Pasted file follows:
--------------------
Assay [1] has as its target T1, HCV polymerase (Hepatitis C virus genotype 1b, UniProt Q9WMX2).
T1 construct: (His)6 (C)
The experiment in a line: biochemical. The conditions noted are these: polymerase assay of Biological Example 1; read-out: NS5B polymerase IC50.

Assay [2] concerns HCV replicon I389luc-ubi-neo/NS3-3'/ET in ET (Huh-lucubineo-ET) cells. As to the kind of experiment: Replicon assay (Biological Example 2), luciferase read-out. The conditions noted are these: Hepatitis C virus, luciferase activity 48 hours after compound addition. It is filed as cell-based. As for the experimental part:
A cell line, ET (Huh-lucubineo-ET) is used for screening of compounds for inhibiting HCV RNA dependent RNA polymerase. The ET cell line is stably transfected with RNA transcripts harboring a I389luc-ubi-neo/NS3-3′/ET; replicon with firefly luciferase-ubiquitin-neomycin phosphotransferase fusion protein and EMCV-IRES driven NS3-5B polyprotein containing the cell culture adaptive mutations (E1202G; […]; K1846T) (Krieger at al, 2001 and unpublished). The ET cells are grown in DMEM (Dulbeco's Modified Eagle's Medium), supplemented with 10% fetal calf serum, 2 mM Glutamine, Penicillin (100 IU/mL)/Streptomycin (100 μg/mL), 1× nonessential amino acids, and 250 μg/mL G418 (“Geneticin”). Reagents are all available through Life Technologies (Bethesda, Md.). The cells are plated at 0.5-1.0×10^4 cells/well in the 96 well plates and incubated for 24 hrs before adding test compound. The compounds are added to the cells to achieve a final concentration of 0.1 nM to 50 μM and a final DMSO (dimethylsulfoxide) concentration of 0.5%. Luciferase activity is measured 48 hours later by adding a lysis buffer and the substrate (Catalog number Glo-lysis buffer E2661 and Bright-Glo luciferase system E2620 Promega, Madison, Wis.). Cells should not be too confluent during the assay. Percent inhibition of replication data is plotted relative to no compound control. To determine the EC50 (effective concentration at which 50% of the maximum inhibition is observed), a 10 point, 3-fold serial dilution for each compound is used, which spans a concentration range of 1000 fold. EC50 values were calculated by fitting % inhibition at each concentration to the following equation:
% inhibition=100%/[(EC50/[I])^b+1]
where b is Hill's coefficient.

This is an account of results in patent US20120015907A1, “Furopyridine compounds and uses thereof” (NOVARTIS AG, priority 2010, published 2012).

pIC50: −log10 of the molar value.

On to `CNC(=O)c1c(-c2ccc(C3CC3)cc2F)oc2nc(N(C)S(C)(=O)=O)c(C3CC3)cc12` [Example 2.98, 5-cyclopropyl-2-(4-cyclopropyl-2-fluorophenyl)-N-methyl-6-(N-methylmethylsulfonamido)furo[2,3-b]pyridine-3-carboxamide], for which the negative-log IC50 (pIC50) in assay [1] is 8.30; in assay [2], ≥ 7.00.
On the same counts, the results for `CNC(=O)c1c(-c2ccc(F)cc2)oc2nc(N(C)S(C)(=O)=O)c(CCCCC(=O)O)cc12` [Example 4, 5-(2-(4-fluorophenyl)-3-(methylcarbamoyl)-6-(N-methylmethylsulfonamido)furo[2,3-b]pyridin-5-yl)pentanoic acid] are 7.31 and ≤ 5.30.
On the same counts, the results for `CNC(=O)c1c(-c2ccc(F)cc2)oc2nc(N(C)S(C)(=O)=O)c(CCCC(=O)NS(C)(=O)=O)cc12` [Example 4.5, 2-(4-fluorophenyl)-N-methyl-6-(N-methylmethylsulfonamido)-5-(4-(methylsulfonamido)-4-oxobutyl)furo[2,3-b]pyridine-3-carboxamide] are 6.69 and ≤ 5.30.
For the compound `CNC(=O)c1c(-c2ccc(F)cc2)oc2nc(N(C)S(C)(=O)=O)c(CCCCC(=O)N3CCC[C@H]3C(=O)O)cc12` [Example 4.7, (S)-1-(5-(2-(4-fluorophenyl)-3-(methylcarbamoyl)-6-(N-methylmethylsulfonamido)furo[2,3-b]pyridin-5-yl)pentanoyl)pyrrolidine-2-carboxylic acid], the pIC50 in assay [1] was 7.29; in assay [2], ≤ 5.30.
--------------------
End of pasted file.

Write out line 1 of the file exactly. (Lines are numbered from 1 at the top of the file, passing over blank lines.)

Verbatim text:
Assay [1] has as its target T1, HCV polymerase (Hepatitis C virus genotype 1b, UniProt Q9WMX2).